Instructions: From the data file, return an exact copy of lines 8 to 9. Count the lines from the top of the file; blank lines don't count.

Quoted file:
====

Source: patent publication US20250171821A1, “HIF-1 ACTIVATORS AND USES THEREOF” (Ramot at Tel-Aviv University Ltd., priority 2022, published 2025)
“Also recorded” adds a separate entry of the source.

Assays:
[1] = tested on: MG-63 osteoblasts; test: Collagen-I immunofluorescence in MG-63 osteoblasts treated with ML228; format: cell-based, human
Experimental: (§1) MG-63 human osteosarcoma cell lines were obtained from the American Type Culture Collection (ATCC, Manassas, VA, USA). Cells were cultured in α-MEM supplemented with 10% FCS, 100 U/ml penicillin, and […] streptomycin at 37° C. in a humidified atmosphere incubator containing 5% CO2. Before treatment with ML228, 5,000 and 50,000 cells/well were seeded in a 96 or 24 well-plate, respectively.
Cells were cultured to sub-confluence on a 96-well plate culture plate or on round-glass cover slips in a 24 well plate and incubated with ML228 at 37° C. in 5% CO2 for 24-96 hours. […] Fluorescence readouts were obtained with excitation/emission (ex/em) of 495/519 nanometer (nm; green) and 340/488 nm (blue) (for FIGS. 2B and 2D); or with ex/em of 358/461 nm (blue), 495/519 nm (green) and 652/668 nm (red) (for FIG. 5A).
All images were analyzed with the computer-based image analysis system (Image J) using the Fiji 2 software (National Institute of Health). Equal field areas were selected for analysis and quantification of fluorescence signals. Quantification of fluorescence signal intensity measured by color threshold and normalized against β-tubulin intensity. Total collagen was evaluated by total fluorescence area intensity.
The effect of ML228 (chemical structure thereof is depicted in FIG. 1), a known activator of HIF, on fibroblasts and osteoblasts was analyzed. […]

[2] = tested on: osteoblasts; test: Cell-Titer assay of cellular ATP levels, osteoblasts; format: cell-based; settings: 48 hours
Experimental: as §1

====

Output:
The effect of ML228 (chemical structure thereof is depicted in FIG. 1), a known activator of HIF, on fibroblasts and osteoblasts was analyzed. […]

[2] = tested on: osteoblasts; test: Cell-Titer assay of cellular ATP levels, osteoblasts; format: cell-based; settings: 48 hours